Why Does Paul Washer’s Family Stalk People?
Sanctified Calvinist Joel Taylor was once a member of a Heart Cry (Paul Washer’s missionary society) church plant. Since he left more than a year ago, Washer’s boy-elders have been stalking him and his family. Taylor’s recent, and chilling account can be read here.
By the way, just sayin’, if Paul Washer ever smacks me on the head, it’s on. If any New Calvinist ever lays hands on me, they are in for a really, really big surprise. “Paul! Where in the world did that come from?” I’m not at liberty to say. Let’s just say that my nature is not as passive as some other brethren. And even before I was a Christian I had contempt for bullies.
And Paul Washer is a bully. While presenting himself as a crusader against easy believism and a stalwart of Biblicism, he propagates an egregious false gospel. That’s why he allows his little minions to stalk his detractors; he’s unregenerate. 2 + 2 = 4.
Let me make that case. In Washer’s book, The Gospel Call And True Conversion, one does not even get past the first chapter without taking note of blatant heresies. In chapter one, under The Essential Characteristics Of Genuine Repentance, and under the element, Renunciation of works, Washer states that the truly righteous person “sees” the impossibility of possessing God’s righteousness and the “unsearchable depths of his own depravity.” Any questions? Under Practical Obedience, if one reads carefully, Washer posits the only logical conclusion to the assertion that Christians are totally depraved; “obedience” is a “manifestation” of Christ’s salvific works progressively imputed to us.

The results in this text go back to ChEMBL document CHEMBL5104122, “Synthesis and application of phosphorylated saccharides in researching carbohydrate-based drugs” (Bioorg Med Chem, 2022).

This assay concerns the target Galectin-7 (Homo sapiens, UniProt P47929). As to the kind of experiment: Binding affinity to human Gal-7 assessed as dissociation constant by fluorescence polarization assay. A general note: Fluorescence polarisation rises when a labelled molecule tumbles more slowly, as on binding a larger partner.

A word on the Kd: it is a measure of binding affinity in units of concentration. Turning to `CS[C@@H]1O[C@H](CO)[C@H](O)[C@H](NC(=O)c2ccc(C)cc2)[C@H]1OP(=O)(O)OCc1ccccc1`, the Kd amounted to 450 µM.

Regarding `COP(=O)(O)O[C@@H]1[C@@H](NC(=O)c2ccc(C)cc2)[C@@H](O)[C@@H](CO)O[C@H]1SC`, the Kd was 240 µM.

Under Continuing and Deepening Work of Repentance, Washer states that maturity in a Christian life grows as we obtain a deeper and deeper sense of our own brokenness and depravity. But then the grand heresy follows under the same heading that is the last element of repentance in chapter one. Washer asserts that as the Christian becomes more and more aware of his own depravity, visions of God’s grace results in joy. Washer states that the joy equals our brokenness. So, focusing on our depravity, as Christians, leads to seeing God’s grace more and resulting in joy. In essence, and please note this with all vigor, we find joy in our depravity. Of this, Washer states in the same section, “This cycle simply repeats itself throughout the Christian life.”
That’s why my dear Sanctified Calvinist friend—that’s why Washer stands by silently: it’s a totally depraved family tradition.